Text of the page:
High Noon tellsthe story of a lawman named Will Kane (Skerritt) who has just married a young bride Amy (Thompson) and promises to leave his dangerous career and settle down for a quiet life. Just as they are about to leav... more »e word comes that a vicious killer Kane had sent to prison years earlier is coming to town on the noon train seeking vengeance. Kane attempts t orally the town to fight the gunman but even his former deputy Harvey (Diamond) is unwilling to help. Harvey's cowardice infuriates his girlfriend Helen (Alonso) whose romantic past with both Kane and with the arriving gunman convinces her to pack up and leave town. As the dreaded noon hour approaches Kane realizes he must stand alone and face the gunmen in this retelling of the four-time Academy AwardŽ winner.System Requirements:Starring: Tom Skerritt Susana Thompson Reed Diamond and Maria Conchita Alonso Directed By: Rod Hardy Running Time: 93 minutes Color Presented in "Widescreen" formatFormat: DVD MOVIE Genre: WESTERN/MISC. Rating: NR UPC: 012236118602 Manufacturer No: 11860« less
Terrible remake of a Wonderful Classic. See the Original with Gary Cooper. If it was a gunfight between the 2 versions the Gary Cooper Original would have 6 bullets in the heart of this remake before it even touched its gun.
0 of 1 member(s) found this review helpful.
Vanessa V. (sevenspiders) Reviewed on 7/4/2008...
There is a reason some films are classics. They're the best, they're as perfect as film can get, they should not be messed with. Why do something over that you did right 48 years earlier? Gary Cooper's performance in the original High Noon is so mesmerizing, the build-up of tension and desperation so masterful, everything about it is so pitch-perfect. Anything that tries to stand in comparison just shows its own glaring shortcomings. There's nothing really wrong with this average-ish remake, but it has none of the genius of the original. Please, please, please skip this one, even if you don't like old movies or don't like black and white movies, the original is worth it!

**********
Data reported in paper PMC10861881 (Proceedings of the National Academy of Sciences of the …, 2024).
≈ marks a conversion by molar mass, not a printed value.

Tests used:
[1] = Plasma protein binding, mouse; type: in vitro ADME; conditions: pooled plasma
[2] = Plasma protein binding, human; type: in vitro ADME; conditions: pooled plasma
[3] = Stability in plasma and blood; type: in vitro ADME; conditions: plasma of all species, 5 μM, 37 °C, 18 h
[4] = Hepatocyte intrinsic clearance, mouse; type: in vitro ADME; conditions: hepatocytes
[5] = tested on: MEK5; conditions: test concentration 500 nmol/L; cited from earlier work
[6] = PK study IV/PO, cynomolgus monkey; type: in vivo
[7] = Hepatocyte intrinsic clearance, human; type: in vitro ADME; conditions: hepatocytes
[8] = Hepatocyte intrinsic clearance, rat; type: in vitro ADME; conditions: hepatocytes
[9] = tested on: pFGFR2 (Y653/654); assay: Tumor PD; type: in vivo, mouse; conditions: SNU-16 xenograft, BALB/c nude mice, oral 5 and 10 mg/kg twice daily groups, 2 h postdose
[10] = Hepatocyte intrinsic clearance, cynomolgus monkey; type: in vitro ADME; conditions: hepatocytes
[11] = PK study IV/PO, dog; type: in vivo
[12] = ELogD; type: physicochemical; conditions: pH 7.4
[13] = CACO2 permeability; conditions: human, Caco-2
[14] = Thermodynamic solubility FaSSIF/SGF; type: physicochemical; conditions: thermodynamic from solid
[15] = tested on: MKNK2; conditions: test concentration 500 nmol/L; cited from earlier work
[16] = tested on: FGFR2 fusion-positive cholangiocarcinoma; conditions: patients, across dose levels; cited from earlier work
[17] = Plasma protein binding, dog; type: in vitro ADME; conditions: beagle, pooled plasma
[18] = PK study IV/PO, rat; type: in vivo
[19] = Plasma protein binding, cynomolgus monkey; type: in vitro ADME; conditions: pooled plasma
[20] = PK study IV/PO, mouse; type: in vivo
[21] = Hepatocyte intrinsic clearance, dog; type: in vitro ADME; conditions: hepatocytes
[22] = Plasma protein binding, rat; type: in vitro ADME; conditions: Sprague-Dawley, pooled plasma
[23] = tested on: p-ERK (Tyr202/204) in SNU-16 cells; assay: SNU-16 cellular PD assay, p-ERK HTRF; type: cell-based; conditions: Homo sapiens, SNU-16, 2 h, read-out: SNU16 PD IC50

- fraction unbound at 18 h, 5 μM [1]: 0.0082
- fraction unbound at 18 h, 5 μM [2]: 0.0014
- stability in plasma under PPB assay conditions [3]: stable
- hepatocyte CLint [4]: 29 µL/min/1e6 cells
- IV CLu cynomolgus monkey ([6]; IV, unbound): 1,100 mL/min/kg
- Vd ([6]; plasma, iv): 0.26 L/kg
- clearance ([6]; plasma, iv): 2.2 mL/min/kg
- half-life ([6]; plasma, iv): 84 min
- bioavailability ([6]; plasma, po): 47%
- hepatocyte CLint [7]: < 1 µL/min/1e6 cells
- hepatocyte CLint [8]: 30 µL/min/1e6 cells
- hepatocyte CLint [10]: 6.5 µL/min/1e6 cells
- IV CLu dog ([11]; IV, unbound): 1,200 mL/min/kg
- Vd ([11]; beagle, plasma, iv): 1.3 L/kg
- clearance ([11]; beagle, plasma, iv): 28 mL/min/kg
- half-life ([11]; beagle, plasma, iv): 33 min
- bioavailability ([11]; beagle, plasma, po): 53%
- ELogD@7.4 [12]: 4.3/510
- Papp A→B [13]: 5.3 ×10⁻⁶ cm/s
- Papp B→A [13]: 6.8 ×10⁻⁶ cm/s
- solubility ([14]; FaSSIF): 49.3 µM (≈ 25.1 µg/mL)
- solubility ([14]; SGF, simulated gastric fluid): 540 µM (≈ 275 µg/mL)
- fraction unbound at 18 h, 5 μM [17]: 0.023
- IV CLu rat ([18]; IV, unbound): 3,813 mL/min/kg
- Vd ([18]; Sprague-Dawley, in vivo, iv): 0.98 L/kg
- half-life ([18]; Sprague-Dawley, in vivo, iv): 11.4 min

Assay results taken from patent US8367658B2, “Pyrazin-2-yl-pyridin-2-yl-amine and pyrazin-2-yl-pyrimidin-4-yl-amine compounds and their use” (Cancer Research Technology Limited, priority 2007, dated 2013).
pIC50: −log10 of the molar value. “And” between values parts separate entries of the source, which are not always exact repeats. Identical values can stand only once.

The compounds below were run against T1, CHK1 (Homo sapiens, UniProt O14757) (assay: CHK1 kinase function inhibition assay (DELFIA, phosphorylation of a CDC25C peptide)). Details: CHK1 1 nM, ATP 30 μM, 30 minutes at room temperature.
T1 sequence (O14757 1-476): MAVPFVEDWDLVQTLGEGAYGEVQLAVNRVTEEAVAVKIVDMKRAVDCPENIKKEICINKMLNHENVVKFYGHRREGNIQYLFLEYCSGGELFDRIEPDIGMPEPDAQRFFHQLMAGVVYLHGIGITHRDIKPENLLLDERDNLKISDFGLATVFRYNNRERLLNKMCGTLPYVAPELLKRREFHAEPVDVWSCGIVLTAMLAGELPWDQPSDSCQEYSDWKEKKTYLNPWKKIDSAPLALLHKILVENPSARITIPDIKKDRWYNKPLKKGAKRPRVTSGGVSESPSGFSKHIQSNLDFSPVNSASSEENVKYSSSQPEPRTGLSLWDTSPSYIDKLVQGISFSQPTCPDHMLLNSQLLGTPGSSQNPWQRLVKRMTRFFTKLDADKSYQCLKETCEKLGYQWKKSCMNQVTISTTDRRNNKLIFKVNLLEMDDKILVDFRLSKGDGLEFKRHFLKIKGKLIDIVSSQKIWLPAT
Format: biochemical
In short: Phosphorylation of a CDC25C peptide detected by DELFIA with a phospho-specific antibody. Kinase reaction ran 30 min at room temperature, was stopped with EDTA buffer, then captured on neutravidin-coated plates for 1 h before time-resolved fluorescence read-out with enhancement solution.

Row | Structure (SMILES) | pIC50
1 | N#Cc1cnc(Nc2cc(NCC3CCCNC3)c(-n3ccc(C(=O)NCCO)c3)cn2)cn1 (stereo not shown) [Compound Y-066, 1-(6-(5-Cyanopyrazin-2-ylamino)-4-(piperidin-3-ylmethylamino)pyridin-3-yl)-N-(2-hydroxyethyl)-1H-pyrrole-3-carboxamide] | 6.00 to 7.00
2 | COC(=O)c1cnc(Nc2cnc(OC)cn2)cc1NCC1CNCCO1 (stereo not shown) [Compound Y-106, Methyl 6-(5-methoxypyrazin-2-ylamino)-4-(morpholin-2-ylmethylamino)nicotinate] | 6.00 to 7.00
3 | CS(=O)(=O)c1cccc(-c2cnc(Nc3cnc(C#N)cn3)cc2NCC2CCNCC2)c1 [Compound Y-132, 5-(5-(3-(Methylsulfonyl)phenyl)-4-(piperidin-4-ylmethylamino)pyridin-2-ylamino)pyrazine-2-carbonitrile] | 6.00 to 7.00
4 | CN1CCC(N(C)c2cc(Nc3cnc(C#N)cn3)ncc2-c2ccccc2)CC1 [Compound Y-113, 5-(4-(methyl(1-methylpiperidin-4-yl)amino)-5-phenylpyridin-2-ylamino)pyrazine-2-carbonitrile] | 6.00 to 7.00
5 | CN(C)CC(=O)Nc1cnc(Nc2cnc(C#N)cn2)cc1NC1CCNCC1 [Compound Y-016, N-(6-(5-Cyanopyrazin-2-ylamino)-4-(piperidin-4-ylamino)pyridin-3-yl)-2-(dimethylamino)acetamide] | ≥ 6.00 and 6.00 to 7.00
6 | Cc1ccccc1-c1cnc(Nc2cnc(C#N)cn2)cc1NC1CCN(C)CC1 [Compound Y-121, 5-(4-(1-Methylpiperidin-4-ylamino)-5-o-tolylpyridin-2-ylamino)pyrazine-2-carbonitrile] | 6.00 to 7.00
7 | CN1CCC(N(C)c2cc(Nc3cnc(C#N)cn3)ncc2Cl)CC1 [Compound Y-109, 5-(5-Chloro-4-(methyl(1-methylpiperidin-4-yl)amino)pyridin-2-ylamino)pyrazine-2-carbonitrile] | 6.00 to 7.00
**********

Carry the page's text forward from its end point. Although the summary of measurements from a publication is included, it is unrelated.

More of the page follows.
1 of 3 member(s) found this review helpful.
Duane S. (superpoet) from FORT WORTH, TX Reviewed on 6/15/2008...
I really liked this movie. It is a remake of the movie Gary Cooper was in 20 years or more earlier. A lawman has put a murderer(Frank Miller) away, but Frank has friends in high places and is pardoned. He is coming on the noon train to kill the Marshall for sending him to jail. The marshall is married and plans to leave with his wife and quit the job. After he hears that Frank is coming he puts his star back on. His wife begs him to leave with her as they plan, but he refuses. He goes all over town to get up a group of men to stand up with him, but the town is full of cowards who refuse. He has to ultimately face down the killer and 5 of the killer's men.
1 of 2 member(s) found this review helpful.
IT'S IMPOSSIBLE TO IMPROVE ON PERFECTION
D. McAllister | Somewhere in the Field | 10/21/2004
(1 out of 5 stars)
"I saw this DVD in the bargain bin at my local Wal-Mart for $4.99. At that price, and being a big fan of the original, I was intrigued. I am also a fan of Tom Skerritt who stars in this one as Will Kane, the hapless marshal whose integrity and honor force him to make a solitary stand against four bad guys and an apathetic town.
I am sorry to say that, despite a valiant effort by Skerritt, this remake and the rest of the cast fall woefully short. Even at bargain price I would pass on this one if I were you. It's just an impossible task to do what is attempted here: remaking or improving on perfection. Gary Cooper defined the role of Will Kane. Period. You might as well attempt a remake of THE COWBOYS, TRUE GRIT, THE SHOOTIST or THE SEARCHERS with someone other than John Wayne in the lead.
THE HORSEMAN "
Still a good story
C. J. Leach | Midwest, United States | 10/27/2006
(4 out of 5 stars)